29 May 2016 | 17 °C

Rwanda In Photographs: Death Then, Life Now

Rwanda In Photographs: Death Then, Life Now

Think Rwanda, and thoughts immediately turn to the horific genocide that tore the country apart 20 years ago. But this exhibition looks to the present and the future, and how Rwanda has moved on from its past. A dozen African photographers present a varied portfolio of photographs they feel represent Rwanda today.

After a few portraits of people bearing the scars of the past, the show quickly segues into showing how the country has bounced back with shots of local business men and women, including barber shops and a woman standing proudly in front of her brightly coloured clothes store.

Cows have been taken on as a symbol of Rwanda's recovery and there are many pictures of locals with their livestock but the most captivating is a green field of brown longhorn cattle whose layered composition by Yves Manzi makes for a fantastic image.

The photographs are not all positive. Jean Bizima has chosen to highlight the poverty that still exists in the country, and a particularly moving photograph shows a young girl sat alone on a bed in a dark room. Cyril Ndegeya's harrowing photographs show how road traffic accidents remain a frequent cause of death — a mangled motorcycle lies next to a dented truck with a couple of helmets laid aside respectfully.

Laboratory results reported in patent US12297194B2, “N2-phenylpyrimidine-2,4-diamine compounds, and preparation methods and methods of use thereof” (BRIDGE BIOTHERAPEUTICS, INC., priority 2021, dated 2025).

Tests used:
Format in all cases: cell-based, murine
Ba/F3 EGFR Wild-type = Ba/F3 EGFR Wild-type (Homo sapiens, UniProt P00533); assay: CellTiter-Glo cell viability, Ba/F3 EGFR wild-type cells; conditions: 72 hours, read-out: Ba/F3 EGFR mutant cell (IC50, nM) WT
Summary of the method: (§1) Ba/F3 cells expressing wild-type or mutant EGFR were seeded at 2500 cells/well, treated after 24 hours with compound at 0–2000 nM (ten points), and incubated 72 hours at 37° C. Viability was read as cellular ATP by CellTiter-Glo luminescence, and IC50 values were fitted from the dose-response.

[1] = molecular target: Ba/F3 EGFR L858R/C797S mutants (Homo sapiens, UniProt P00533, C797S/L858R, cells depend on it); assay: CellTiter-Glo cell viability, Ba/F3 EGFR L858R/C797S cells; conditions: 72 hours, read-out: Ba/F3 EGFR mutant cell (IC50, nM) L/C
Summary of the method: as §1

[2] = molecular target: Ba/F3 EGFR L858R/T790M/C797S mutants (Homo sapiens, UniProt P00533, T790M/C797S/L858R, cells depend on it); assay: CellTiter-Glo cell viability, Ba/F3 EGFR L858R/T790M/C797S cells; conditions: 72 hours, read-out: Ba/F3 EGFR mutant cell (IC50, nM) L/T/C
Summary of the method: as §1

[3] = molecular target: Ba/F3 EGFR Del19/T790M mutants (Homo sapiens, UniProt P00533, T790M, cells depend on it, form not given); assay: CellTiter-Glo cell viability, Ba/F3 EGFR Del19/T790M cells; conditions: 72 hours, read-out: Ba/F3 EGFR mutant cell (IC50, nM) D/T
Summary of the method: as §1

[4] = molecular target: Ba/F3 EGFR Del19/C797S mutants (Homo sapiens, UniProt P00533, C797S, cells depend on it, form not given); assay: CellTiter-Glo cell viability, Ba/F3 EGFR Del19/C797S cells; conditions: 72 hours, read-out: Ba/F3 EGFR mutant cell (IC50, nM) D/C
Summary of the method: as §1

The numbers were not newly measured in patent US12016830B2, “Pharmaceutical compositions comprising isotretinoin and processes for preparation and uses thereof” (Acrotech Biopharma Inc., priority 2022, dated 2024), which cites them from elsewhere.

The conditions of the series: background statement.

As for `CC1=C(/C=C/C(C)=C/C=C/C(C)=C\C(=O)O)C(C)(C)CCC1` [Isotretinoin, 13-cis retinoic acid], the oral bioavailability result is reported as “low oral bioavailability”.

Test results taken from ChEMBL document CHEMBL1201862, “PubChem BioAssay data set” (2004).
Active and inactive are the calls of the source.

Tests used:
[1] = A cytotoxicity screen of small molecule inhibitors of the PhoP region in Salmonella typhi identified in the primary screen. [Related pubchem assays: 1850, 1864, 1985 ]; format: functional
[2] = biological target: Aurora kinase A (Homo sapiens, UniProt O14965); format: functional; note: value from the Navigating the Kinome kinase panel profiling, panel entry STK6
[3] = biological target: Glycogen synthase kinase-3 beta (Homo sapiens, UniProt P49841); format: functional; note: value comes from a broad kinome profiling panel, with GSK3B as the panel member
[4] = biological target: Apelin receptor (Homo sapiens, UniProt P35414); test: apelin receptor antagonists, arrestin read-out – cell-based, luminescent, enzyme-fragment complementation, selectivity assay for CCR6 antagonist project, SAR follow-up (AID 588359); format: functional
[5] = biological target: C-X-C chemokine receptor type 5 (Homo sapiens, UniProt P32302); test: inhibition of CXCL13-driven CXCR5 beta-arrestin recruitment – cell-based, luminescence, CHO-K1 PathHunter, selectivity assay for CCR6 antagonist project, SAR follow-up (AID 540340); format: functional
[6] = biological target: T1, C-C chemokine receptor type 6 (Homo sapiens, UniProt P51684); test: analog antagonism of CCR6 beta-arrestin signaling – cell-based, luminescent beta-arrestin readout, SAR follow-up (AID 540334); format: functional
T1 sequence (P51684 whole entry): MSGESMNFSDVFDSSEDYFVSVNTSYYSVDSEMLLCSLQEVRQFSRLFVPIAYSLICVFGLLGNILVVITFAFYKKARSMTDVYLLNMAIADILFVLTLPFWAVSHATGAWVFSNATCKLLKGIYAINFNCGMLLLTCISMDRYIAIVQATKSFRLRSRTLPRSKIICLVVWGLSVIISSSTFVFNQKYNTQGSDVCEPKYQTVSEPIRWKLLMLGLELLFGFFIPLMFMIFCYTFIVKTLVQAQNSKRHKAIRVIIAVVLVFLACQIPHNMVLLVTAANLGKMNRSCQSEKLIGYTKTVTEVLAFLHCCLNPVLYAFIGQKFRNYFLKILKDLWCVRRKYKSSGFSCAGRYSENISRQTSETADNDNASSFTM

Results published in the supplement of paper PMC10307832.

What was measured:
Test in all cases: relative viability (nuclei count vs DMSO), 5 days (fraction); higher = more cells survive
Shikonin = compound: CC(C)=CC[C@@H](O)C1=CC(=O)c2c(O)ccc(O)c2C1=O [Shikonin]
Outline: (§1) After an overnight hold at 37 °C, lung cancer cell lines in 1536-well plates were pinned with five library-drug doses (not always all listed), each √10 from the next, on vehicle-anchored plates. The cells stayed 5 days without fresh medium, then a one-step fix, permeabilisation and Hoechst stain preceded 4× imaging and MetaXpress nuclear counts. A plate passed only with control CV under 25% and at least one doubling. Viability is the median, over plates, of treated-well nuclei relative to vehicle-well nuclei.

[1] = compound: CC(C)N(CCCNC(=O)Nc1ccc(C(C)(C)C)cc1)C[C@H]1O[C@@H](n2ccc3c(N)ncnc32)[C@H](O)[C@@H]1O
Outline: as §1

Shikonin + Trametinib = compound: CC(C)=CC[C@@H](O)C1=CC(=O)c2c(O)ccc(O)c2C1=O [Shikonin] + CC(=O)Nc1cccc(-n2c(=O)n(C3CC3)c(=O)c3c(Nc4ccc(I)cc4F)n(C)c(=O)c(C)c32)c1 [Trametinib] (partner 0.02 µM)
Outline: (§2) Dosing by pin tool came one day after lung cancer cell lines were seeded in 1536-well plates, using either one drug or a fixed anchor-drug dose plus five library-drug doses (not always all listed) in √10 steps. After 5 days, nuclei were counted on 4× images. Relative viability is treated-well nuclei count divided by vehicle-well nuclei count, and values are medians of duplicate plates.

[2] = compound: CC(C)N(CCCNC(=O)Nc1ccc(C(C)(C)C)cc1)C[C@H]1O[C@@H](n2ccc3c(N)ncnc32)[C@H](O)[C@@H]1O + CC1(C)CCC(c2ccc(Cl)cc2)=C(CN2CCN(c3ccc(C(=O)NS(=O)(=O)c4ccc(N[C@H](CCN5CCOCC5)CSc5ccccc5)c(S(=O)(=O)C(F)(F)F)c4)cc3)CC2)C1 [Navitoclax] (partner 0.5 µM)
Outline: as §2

Each photographer offers their own unique insight into Rwanda, and it comes across as a diverse country. There are some excellent individual photographs yet the stark differences between each portfolio does reduce the cohesion slightly.

Rwanda in Photographs: Death then, Life now is presented by the King's College Cultural Institute and is on in the Inigo Rooms, Somerset House East Wing until 30 April. Entrance is free.

Tabish Khan

Article by Tabish Khan | 856 articles | View Profile | Twitter


The problem is that in a nation slipping toward dictatorship, as Rwanda is doing with Paul Kagame at the helm, Rwandans who stay in Rwanda and not running for their lives elsewhere are often ignorant or afraid to speak out about the atrocities their government is committing. Their story, because of state run media and intimidation, is often full of the lies their government forces them to repeat. Rwandans do not talk about what is going on right now in their country because they are afraid of being killed by their own government. Rosy portrayals of "development" in Rwanda, like this one, ignores the real story of Rwanda, which can not be told without including the extrajudicial killings, imprisonment, and treats toward any and all political opposition. After years in Rwanda, I am more afraid now than ever of the country descending into another blood bath. Khan is forgetting to mention Rwanda's incursions into the DRC costing millions of lives are much more bloody and real than a motorcycle crash image. Please take note, it is irresponsible to talk about Rwanda and not mention the onging mass killings and rapes in the DRC by M23 for minerals and the war crimes of Kagame you are not reporting, you are spreading Rwandan propaganda while missing the biggest story of the decade.